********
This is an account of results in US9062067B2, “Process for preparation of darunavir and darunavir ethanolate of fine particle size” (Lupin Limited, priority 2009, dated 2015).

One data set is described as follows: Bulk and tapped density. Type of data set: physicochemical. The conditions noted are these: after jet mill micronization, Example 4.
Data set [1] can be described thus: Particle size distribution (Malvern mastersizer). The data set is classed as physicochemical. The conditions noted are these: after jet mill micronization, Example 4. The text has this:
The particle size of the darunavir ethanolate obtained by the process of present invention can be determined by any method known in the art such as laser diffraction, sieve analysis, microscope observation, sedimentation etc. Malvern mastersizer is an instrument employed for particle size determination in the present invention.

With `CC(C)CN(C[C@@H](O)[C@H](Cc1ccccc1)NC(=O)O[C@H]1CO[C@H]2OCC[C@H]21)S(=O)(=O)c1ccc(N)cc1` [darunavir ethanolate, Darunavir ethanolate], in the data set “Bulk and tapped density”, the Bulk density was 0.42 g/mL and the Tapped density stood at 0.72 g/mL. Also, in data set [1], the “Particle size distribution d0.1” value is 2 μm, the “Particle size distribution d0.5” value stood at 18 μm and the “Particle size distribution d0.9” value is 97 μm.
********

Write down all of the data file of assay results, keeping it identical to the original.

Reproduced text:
This is an account of results in US9062067B2, “Process for preparation of darunavir and darunavir ethanolate of fine particle size” (Lupin Limited, priority 2009, dated 2015).

One data set is described as follows: Bulk and tapped density. Type of data set: physicochemical. The conditions noted are these: after jet mill micronization, Example 4.
Data set [1] can be described thus: Particle size distribution (Malvern mastersizer). The data set is classed as physicochemical. The conditions noted are these: after jet mill micronization, Example 4. The text has this:
The particle size of the darunavir ethanolate obtained by the process of present invention can be determined by any method known in the art such as laser diffraction, sieve analysis, microscope observation, sedimentation etc. Malvern mastersizer is an instrument employed for particle size determination in the present invention.

With `CC(C)CN(C[C@@H](O)[C@H](Cc1ccccc1)NC(=O)O[C@H]1CO[C@H]2OCC[C@H]21)S(=O)(=O)c1ccc(N)cc1` [darunavir ethanolate, Darunavir ethanolate], in the data set “Bulk and tapped density”, the Bulk density was 0.42 g/mL and the Tapped density stood at 0.72 g/mL. Also, in data set [1], the “Particle size distribution d0.1” value is 2 μm, the “Particle size distribution d0.5” value stood at 18 μm and the “Particle size distribution d0.9” value is 97 μm.